'The Amazing Spider-Man': not the first comic book to get the reboot

While the gap between 'Amazing' and the last Spider-Man movie is only a few years, reviews for the new version have been fairly positive so far.

Jaimie Trueblood/Columbia Sony Pictures/AP
'The Amazing Spider-Man' star Andrew Garfield has been almost universally praised for his performance as the webslinger.

As “The Amazing Spider-Man” swings into theaters, naysayers are pointing to the date of the last “Spider-Man” film – 2007, to be exact.

The new film, starring Andrew Garfield as the webslinger and a cast of kind-of-new main characters, is being billed as a reboot of the trilogy that came to theaters starting in 2002 with “Spider-Man,” directed by Sam Raimi and starring Tobey Maguire. The first one was received positively by critics and audiences, and “Spider-Man 2” was widely acknowledged to be even better than its predecessor, with actor Alfred Molina taking on the role of the villainous Dr. Octopus (that’s Doc Ock to you). Then “Spider-Man 3” came, which both critics and audiences agreed was too stuffed with villains and plotlines and is perhaps best remembered for its sequence in which an evil Maguire dances in a jazz club.

A fourth movie by the team who produced the last three was planned, with a release date announced, but ultimately Raimi told the studio he couldn’t produce a film in that timeframe and still meet his personal standards.

“While we were looking forward to doing a fourth one together, the studio and Marvel have a unique opportunity to take the franchise in a new direction, and I know they will do a terrific job,” the director said at the time when they decided to put the kibosh on a fourth film and go with a reboot.

So now we have “The Amazing Spider-Man,” a new version five years later that centers on hero Peter Parker’s time in high school, which was briefly addressed in the first installment of the Raimi series. However, leading lady Mary Jane Watson (Kirsten Dunst) and best friend Harry Osborn (James Franco), as well as Harry’s villainous father Norman, are gone (for now, one presumes). Director Marc Webb’s film, “The Amazing Spider-Man,” brings girlfriend Gwen Stacy back to the forefront after the character had made her first appearance in “Spider-Man 3,” played by actress Bryce Dallas Howard, and introduces Dr. Curt Connors, who has never appeared in a “Spider-Man” film, as its villain. Connors later becomes the sinister Lizard.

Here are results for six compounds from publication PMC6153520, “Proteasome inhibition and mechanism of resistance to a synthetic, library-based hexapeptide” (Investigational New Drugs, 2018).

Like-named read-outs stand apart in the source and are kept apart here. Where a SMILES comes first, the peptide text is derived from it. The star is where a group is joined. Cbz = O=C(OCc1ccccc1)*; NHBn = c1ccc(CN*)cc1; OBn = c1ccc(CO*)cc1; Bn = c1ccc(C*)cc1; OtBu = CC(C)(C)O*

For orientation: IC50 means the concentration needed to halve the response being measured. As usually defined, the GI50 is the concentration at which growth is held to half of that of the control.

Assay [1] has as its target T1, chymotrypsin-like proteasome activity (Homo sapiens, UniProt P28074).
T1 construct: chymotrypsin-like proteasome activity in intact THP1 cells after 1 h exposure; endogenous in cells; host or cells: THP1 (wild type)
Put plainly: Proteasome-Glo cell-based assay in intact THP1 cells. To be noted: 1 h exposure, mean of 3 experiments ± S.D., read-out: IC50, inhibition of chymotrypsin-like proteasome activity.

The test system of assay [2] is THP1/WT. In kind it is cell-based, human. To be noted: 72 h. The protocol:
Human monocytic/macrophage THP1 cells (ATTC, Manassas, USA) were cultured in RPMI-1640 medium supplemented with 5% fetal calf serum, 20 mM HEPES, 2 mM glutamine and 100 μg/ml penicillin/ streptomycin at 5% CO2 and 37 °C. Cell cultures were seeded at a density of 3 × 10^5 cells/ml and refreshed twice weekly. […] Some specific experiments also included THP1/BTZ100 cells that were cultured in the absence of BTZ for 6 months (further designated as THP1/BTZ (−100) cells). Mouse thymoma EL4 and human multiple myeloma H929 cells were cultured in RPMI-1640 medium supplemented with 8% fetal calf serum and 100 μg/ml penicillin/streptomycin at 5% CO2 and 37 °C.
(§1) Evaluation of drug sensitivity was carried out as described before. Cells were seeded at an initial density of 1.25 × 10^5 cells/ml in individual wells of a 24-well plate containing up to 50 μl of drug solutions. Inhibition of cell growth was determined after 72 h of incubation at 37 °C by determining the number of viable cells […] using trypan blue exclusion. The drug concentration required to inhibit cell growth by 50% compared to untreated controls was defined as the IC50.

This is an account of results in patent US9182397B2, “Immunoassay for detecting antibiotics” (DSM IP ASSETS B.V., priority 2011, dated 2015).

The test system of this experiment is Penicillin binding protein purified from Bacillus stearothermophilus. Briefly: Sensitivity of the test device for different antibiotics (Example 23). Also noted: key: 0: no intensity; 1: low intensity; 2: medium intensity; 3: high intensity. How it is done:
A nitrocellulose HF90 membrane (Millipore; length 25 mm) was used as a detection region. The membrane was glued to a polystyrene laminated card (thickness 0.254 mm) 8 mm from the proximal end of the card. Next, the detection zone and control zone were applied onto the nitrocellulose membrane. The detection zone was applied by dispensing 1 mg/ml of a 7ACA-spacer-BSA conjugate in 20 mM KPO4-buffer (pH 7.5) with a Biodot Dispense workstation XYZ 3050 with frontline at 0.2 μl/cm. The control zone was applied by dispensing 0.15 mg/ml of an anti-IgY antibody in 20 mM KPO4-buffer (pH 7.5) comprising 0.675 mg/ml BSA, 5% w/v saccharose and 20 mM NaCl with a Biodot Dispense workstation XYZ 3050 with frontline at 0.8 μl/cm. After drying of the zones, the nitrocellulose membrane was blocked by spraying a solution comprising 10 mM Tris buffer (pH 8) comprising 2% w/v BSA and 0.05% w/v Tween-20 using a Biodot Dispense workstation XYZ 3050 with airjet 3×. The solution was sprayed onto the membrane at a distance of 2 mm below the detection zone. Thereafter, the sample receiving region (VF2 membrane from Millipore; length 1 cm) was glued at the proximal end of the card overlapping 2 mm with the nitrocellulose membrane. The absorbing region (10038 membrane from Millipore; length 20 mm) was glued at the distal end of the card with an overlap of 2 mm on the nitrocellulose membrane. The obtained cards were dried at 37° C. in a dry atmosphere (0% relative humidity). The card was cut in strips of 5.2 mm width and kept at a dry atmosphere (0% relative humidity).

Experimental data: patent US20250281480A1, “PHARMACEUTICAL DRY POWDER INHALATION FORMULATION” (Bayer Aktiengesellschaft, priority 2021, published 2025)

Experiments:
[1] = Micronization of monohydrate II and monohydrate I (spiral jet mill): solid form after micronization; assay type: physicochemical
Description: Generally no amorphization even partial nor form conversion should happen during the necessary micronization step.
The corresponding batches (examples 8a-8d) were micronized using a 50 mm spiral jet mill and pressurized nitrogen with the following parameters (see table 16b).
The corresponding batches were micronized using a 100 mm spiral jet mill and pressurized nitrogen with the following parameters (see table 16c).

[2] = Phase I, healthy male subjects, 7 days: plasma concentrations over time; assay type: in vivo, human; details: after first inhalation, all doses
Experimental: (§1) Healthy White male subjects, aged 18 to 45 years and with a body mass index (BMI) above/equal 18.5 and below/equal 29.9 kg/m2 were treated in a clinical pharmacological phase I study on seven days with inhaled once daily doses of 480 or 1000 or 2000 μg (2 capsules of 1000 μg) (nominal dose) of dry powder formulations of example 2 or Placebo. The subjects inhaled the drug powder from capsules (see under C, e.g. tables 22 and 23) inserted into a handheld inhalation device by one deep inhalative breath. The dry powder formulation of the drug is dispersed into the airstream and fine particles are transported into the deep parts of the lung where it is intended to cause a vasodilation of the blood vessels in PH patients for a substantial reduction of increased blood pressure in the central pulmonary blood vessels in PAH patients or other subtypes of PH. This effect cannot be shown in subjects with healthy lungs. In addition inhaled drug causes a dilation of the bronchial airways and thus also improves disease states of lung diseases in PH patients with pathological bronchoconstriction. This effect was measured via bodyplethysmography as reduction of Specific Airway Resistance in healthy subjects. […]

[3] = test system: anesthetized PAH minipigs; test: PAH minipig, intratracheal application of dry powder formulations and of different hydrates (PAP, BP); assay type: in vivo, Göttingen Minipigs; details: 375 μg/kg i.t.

Spider-Man” isn’t the first comic book character to get an all-new film version only a few years after the first. After “Brokeback Mountain” director Ang Lee’s 2003 film adaptation of the Hulk, titled “Hulk” and starring Eric Bana as the scientist, received disappointing reviews and box office returns, director Louis Leterrier tried again in 2008 with “The Incredible Hulk,” this time starring Edward Norton as Bruce Banner/The Hulk. The 2003 version has a 62% rating on Rotten Tomatoes, while the 2008 film has a slightly higher rating with 67%; “Hulk” earned a worldwide box office gross of $245 million, while “The Incredible Hulk” earned $263 million worldwide.

Reviews for “The Amazing Spider-Man” are pretty good to great so far – reviewers' main complaints have been that a remake isn't all that necessary. Monitor critic Peter Rainer wrote that “there isn’t any particular reason, besides the obvious commercial one, why we needed to re-up this franchise. Still, it could have been worse.”

But many critics have praised Garfield’s performance, including Rainer. Los Angeles Times critic Kenneth Turan reports that “Garfield also brings an interesting whiff of James Dean-type teen anguish to the role of a young man whose parents up and disappeared when he was small.”

Lisa Schwarzbaum of Entertainment Weekly agrees. “Garfield fills both his slackerish Peter Parker identity as well as his Spider-Man rubberwear with star-quality confidence… mixing self-effacing sweetness with believable teen boy arrogance, then adding a wee drop of snark,” she writes.

However "Amazing" does at the box office, it's safe to say Hollywood won't fall out of love with the remake anytime soon.

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